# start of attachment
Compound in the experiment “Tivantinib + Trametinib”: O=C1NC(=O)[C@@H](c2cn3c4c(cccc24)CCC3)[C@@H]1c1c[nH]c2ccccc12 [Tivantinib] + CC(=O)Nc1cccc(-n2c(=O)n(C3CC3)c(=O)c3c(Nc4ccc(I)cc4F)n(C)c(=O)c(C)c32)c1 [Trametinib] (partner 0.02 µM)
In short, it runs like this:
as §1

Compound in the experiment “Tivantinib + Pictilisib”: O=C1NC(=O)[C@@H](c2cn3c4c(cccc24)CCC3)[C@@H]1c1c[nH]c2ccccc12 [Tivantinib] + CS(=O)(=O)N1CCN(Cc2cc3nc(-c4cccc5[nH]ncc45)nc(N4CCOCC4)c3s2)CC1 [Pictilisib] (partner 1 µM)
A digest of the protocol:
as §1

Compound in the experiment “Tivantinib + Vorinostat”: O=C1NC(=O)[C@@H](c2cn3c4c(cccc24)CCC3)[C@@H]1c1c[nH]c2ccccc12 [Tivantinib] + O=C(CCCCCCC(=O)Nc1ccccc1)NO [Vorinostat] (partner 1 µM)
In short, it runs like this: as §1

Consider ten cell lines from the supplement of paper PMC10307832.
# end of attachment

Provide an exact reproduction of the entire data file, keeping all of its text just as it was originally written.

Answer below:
Compound in the experiment “Tivantinib + Trametinib”: O=C1NC(=O)[C@@H](c2cn3c4c(cccc24)CCC3)[C@@H]1c1c[nH]c2ccccc12 [Tivantinib] + CC(=O)Nc1cccc(-n2c(=O)n(C3CC3)c(=O)c3c(Nc4ccc(I)cc4F)n(C)c(=O)c(C)c32)c1 [Trametinib] (partner 0.02 µM)
In short, it runs like this:
as §1

Compound in the experiment “Tivantinib + Pictilisib”: O=C1NC(=O)[C@@H](c2cn3c4c(cccc24)CCC3)[C@@H]1c1c[nH]c2ccccc12 [Tivantinib] + CS(=O)(=O)N1CCN(Cc2cc3nc(-c4cccc5[nH]ncc45)nc(N4CCOCC4)c3s2)CC1 [Pictilisib] (partner 1 µM)
A digest of the protocol:
as §1

Compound in the experiment “Tivantinib + Vorinostat”: O=C1NC(=O)[C@@H](c2cn3c4c(cccc24)CCC3)[C@@H]1c1c[nH]c2ccccc12 [Tivantinib] + O=C(CCCCCCC(=O)Nc1ccccc1)NO [Vorinostat] (partner 1 µM)
In short, it runs like this: as §1

Consider ten cell lines from the supplement of paper PMC10307832.